Let me start by saying that anger is not a problem. No, really, it’s not. Anger has energy and can be a motivator for changing something we dislike – finally cleaning off that desk, because you can’t find an important paper, or speaking out against injustice.
Anger only becomes a problem if it gets stuck or out of control, or when it keeps us from recognizing and releasing deeper feelings.
We are designed to feel. Every feeling is a chemical, a neurotransmitter that sends information to the body. When feelings are buried rather than released, those chemicals can cause us harm. Repressed emotion has been linked to a wide variety of illness, including cancer and autoimmune diseases. So, don’t hold back; expressing what you feel is important for your health and well-being. And, remember that anger turned inside can turn into depression.
The interesting thing is that both thoughts and feelings are fleeting. Like ocean waves, they come; they
go, unless we keep them going by a thinking-feeling-thinking loop. You get cut off in traffic, and your heart rate goes up due to a cocktail of anger and fear.
Depending on how close you came to disaster, your immediate response may be a gesture or expletive indicating your displeasure. Then you might take a deep breath, let it go and go back to listening to the radio. Doing that allows the emotional cocktail to dissipate pretty quickly.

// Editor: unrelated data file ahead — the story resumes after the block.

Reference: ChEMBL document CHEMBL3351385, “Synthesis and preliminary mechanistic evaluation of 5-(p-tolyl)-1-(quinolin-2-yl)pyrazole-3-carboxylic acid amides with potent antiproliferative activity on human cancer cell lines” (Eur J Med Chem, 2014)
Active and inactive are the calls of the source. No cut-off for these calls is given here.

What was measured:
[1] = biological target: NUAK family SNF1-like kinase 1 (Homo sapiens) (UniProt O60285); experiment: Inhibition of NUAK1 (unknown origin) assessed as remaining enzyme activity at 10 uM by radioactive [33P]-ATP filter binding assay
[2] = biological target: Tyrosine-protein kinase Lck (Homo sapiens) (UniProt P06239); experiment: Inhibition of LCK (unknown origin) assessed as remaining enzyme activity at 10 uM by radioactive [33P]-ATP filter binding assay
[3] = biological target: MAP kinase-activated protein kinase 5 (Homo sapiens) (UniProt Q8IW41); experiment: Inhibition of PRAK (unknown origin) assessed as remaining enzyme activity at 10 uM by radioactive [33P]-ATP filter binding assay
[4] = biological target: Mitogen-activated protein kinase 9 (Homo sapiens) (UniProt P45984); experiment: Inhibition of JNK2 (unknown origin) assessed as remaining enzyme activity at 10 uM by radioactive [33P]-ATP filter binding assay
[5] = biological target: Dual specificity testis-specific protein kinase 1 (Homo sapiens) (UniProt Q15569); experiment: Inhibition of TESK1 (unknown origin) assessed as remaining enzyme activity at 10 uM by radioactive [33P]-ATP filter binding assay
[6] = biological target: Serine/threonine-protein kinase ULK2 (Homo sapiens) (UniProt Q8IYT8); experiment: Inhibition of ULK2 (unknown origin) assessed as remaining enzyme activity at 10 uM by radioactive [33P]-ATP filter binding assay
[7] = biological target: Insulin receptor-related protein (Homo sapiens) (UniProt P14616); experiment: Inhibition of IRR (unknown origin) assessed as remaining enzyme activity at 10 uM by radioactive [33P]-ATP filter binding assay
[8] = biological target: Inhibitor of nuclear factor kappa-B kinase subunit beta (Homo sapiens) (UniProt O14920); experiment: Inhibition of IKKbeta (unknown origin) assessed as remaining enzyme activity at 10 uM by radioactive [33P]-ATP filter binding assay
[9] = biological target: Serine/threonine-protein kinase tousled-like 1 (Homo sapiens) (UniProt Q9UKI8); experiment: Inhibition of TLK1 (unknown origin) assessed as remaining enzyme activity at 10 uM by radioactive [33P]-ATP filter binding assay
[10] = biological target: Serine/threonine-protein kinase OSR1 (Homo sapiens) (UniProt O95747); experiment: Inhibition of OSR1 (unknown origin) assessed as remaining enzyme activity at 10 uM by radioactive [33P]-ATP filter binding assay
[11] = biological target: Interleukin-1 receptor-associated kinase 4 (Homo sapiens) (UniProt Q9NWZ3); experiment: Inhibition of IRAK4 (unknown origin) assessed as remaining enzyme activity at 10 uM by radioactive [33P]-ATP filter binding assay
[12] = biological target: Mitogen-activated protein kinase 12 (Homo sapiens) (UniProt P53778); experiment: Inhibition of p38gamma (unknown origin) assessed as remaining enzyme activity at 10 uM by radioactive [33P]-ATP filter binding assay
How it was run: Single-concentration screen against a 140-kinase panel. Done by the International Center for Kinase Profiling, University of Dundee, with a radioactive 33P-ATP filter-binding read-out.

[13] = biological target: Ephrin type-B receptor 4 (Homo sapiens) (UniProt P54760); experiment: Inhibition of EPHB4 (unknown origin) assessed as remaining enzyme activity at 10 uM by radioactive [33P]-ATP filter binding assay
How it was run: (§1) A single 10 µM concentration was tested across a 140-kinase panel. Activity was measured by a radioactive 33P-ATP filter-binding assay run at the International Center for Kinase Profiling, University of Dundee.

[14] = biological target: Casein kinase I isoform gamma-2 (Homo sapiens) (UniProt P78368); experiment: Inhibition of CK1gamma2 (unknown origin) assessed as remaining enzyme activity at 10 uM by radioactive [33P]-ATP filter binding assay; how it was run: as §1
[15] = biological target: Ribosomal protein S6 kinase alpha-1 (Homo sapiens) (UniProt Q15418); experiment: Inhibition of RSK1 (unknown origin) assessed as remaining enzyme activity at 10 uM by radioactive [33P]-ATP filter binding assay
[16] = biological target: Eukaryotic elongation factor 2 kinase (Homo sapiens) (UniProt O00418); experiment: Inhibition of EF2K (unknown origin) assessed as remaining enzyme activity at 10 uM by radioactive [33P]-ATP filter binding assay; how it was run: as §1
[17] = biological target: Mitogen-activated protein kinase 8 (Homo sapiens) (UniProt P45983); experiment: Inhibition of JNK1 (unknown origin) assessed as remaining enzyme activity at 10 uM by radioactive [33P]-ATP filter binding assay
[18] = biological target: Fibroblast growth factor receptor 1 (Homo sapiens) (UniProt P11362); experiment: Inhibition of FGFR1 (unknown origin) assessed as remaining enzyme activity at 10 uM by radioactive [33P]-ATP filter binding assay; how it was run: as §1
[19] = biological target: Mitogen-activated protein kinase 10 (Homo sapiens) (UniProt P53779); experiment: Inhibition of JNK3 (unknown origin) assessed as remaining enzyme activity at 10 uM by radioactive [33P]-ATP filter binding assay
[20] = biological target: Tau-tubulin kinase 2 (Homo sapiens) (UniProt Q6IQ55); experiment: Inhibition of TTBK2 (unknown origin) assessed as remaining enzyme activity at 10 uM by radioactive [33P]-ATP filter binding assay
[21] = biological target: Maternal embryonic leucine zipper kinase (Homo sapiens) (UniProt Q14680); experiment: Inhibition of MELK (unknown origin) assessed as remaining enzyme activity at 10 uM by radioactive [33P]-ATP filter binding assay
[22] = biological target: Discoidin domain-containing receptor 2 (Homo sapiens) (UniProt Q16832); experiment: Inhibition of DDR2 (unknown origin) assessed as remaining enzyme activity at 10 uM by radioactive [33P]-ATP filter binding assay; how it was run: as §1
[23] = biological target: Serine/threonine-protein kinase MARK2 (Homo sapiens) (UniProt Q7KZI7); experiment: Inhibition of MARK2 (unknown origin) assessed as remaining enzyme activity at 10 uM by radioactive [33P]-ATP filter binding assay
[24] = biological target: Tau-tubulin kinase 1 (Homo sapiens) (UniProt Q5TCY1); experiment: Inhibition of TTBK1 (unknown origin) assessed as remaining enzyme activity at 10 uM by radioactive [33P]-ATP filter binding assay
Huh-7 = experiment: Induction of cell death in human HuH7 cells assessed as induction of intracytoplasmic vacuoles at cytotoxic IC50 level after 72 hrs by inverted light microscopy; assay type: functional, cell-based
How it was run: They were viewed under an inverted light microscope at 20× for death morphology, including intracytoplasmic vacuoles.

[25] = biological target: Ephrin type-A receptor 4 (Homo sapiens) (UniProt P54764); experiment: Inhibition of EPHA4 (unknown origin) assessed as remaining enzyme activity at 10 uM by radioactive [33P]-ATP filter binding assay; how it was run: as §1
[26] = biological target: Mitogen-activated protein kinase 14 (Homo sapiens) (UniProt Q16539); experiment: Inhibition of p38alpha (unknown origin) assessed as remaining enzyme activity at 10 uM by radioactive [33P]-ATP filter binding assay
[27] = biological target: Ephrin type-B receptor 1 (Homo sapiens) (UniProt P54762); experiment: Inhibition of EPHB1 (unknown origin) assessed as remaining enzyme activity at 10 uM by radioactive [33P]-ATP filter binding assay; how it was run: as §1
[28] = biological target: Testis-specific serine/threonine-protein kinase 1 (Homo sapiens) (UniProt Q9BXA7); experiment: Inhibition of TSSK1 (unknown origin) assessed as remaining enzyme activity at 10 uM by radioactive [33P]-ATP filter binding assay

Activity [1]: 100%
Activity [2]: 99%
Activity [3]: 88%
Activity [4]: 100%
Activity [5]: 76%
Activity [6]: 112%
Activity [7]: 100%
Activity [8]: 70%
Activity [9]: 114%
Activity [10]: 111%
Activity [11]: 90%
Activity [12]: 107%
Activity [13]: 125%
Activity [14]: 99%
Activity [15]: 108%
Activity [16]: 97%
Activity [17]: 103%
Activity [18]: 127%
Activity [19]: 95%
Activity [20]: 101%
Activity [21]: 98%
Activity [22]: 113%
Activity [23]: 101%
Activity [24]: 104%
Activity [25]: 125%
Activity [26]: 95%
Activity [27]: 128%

Or, you could keep the anger going…What’s wrong with people? They shouldn’t be allowed to do that! Where’s a cop when you need one? You feed the fire, and the anger grows, leading to more angry thoughts – that thinking-feeling-thinking loop. You get to where you’re going and tell everyone about the jerk that missed you by a half inch. Then you find other things to be angry about, because you fed the anger and that’s all you feel.
Then there is the anger transfer – piling up life’s little frustrations into one big ball of WTF and throwing it at an easy target, often a family member. It’s that old story of boss yells at employee – employee can’t yell back, so takes it home – still in a huff, trips over toy left in the driveway and screams at kid. In psychology we call that displacement, and by the time you get home, you forget where the anger even started.
So, what to do?
First, breathe; it’s nature’s reset. Then, breathe again, slowly – in through your nose and out through the mouth.
Pay attention to your thoughts. Are they keeping you in that TFT loop? Find another way to look at the situation or just tell yourself to let it go.
Find a physical outlet to release the tension that can come with anger. Walk, exercise, run, dance, yell into a pillow…whatever it takes to get it out of your system.
Learn Emotional Freedom Techniques (EFT) to release uncomfortable feelings. And, when anger has become a problem, call Meg at 610-504-4830 for a no-cost strategy session to help you begin to identify and manage the underlying causes. Anger doesn’t have to control you.